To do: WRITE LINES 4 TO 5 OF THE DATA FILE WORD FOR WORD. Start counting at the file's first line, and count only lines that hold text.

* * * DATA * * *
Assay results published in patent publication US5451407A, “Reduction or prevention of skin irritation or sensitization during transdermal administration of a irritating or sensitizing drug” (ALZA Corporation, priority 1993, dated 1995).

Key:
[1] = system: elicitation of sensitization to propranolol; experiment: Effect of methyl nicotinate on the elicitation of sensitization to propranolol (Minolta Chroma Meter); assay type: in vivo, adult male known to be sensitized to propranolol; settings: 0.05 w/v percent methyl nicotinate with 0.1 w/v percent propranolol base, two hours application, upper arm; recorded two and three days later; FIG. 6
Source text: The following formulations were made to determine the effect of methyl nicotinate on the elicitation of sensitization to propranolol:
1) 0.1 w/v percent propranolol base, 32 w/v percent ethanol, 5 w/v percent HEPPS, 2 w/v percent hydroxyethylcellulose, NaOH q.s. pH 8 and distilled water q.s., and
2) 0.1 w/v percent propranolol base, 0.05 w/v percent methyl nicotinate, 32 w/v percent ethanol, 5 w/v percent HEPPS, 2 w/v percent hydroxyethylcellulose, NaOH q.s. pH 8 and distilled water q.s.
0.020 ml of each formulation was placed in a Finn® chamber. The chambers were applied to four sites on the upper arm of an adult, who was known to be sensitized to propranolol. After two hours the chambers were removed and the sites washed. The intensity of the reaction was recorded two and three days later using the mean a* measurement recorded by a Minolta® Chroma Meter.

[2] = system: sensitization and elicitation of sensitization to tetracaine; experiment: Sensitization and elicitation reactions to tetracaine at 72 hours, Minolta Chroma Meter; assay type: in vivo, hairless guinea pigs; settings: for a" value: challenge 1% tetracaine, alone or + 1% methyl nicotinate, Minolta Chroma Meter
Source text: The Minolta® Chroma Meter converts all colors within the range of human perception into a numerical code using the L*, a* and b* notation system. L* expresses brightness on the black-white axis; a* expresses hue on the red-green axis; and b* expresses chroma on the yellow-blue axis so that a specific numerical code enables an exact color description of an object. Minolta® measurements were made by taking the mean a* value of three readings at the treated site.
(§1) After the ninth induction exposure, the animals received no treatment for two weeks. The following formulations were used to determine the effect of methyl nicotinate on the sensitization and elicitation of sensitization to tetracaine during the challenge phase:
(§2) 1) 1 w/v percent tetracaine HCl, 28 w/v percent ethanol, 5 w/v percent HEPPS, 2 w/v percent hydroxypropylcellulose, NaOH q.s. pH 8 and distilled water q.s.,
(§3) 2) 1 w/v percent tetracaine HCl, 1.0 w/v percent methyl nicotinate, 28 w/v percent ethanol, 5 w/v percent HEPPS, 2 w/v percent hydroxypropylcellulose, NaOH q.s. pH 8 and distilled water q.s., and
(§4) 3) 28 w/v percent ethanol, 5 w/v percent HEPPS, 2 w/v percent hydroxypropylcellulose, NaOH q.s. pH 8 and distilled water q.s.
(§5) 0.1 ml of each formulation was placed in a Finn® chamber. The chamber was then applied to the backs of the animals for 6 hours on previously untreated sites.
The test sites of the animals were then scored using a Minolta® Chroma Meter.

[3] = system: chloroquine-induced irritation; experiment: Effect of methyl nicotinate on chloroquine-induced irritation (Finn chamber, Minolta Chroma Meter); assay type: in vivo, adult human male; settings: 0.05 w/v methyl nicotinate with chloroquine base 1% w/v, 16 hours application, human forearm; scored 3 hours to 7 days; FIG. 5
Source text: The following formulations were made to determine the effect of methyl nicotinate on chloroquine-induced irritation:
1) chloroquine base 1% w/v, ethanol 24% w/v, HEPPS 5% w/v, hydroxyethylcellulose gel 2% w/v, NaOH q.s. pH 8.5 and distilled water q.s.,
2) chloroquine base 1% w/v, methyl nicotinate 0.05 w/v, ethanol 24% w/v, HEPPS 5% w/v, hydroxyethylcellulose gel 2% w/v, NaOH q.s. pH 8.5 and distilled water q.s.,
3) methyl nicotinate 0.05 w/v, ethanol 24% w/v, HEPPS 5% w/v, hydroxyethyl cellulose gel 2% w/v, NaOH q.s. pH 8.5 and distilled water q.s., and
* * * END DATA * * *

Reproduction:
Source text: The following formulations were made to determine the effect of methyl nicotinate on the elicitation of sensitization to propranolol:
1) 0.1 w/v percent propranolol base, 32 w/v percent ethanol, 5 w/v percent HEPPS, 2 w/v percent hydroxyethylcellulose, NaOH q.s. pH 8 and distilled water q.s., and